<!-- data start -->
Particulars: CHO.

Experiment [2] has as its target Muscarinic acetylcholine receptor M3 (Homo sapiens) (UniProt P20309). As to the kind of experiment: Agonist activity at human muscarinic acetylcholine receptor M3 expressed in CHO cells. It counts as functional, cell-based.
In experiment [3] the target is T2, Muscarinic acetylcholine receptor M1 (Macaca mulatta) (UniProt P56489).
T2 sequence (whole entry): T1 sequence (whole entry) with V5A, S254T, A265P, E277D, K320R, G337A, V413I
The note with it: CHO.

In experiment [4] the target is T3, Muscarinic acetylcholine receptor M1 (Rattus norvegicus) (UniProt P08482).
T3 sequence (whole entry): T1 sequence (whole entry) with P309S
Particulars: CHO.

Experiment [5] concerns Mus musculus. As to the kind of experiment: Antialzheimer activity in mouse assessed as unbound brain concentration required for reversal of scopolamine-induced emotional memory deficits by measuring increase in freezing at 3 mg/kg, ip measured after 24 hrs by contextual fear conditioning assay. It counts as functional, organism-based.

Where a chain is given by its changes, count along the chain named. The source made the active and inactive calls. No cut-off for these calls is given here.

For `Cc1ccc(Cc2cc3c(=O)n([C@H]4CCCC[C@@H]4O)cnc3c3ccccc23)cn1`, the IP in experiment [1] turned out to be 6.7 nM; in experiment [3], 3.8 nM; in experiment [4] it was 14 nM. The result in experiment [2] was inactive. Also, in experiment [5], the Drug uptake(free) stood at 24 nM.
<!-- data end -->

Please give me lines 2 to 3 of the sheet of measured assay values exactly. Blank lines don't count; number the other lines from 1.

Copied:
Experiment [2] has as its target Muscarinic acetylcholine receptor M3 (Homo sapiens) (UniProt P20309). As to the kind of experiment: Agonist activity at human muscarinic acetylcholine receptor M3 expressed in CHO cells. It counts as functional, cell-based.
In experiment [3] the target is T2, Muscarinic acetylcholine receptor M1 (Macaca mulatta) (UniProt P56489).